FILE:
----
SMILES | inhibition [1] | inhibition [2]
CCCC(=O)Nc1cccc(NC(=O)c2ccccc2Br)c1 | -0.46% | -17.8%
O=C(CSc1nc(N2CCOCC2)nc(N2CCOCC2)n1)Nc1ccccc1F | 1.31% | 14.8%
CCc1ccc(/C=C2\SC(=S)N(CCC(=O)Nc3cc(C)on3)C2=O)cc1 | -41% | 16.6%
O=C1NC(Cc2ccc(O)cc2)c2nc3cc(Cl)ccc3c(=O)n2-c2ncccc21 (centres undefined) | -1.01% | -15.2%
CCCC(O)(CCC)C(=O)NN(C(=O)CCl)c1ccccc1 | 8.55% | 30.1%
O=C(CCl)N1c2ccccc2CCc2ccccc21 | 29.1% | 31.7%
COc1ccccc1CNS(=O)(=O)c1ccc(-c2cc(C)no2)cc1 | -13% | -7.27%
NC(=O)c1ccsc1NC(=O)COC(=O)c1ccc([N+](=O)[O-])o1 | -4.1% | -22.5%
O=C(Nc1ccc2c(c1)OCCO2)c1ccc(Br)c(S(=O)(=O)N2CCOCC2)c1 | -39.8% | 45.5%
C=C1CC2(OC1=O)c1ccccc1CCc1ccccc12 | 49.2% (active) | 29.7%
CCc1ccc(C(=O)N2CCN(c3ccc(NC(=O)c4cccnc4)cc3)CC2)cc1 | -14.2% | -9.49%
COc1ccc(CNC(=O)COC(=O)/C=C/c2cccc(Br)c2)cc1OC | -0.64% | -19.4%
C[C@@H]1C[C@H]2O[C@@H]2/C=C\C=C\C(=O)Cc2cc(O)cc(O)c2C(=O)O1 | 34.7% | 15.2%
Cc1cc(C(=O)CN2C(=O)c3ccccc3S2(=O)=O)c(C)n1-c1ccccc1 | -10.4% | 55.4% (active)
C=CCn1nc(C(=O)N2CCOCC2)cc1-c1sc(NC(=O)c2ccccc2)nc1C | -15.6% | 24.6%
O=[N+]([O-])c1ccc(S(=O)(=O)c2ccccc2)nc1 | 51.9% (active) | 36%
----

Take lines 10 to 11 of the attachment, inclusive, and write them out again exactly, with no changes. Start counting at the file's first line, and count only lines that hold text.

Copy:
O=C(Nc1ccc2c(c1)OCCO2)c1ccc(Br)c(S(=O)(=O)N2CCOCC2)c1 | -39.8% | 45.5%
C=C1CC2(OC1=O)c1ccccc1CCc1ccccc12 | 49.2% (active) | 29.7%